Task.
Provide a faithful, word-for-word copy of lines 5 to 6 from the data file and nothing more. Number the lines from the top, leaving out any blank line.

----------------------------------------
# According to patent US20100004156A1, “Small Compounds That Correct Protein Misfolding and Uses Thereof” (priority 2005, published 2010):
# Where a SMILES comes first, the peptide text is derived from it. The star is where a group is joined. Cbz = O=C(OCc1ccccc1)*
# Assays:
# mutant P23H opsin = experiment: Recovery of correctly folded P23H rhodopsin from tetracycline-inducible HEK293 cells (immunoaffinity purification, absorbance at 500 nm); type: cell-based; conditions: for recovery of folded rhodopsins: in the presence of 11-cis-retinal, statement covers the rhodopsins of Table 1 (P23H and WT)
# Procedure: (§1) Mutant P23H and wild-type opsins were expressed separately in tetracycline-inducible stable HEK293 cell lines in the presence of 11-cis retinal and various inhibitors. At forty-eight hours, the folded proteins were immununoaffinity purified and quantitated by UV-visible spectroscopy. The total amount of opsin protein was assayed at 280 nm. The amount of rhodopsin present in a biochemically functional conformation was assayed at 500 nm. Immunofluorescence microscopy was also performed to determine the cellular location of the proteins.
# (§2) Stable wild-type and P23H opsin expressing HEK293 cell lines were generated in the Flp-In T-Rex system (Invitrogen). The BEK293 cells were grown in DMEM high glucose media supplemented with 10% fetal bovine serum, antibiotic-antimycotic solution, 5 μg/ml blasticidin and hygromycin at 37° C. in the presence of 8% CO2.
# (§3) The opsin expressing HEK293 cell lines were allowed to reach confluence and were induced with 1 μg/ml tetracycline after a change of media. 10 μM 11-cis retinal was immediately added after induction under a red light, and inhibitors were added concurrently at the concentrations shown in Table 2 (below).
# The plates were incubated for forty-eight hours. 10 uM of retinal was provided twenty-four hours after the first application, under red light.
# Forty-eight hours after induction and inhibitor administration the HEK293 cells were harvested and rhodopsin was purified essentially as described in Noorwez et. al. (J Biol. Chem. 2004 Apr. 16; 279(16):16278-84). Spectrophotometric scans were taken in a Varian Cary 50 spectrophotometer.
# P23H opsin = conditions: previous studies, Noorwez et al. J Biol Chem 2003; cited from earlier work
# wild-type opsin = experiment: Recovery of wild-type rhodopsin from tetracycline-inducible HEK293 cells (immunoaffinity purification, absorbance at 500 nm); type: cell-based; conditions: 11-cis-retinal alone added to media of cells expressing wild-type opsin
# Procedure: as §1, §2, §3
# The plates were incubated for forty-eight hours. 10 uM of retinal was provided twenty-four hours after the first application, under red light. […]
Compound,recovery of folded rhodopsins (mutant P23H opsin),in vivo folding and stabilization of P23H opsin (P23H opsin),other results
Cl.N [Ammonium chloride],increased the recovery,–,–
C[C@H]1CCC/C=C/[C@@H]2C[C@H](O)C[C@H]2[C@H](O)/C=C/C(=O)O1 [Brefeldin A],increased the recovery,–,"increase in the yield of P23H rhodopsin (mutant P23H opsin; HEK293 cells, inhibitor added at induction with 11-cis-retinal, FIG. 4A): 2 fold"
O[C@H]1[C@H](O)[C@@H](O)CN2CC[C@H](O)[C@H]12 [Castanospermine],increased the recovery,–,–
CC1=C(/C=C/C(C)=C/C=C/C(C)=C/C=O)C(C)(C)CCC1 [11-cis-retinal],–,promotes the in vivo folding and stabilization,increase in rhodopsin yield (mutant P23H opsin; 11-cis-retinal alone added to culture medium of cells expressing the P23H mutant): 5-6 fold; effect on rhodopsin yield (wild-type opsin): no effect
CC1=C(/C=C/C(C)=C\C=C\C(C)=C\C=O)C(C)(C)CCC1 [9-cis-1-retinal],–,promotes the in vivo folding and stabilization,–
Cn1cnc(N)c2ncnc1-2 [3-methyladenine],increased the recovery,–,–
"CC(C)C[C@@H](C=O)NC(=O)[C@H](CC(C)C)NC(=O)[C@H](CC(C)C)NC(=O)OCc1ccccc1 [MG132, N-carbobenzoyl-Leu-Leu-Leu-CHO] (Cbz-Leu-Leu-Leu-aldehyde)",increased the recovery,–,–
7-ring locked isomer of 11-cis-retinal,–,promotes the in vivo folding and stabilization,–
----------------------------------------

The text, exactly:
# Procedure: (§1) Mutant P23H and wild-type opsins were expressed separately in tetracycline-inducible stable HEK293 cell lines in the presence of 11-cis retinal and various inhibitors. At forty-eight hours, the folded proteins were immununoaffinity purified and quantitated by UV-visible spectroscopy. The total amount of opsin protein was assayed at 280 nm. The amount of rhodopsin present in a biochemically functional conformation was assayed at 500 nm. Immunofluorescence microscopy was also performed to determine the cellular location of the proteins.
# (§2) Stable wild-type and P23H opsin expressing HEK293 cell lines were generated in the Flp-In T-Rex system (Invitrogen). The BEK293 cells were grown in DMEM high glucose media supplemented with 10% fetal bovine serum, antibiotic-antimycotic solution, 5 μg/ml blasticidin and hygromycin at 37° C. in the presence of 8% CO2.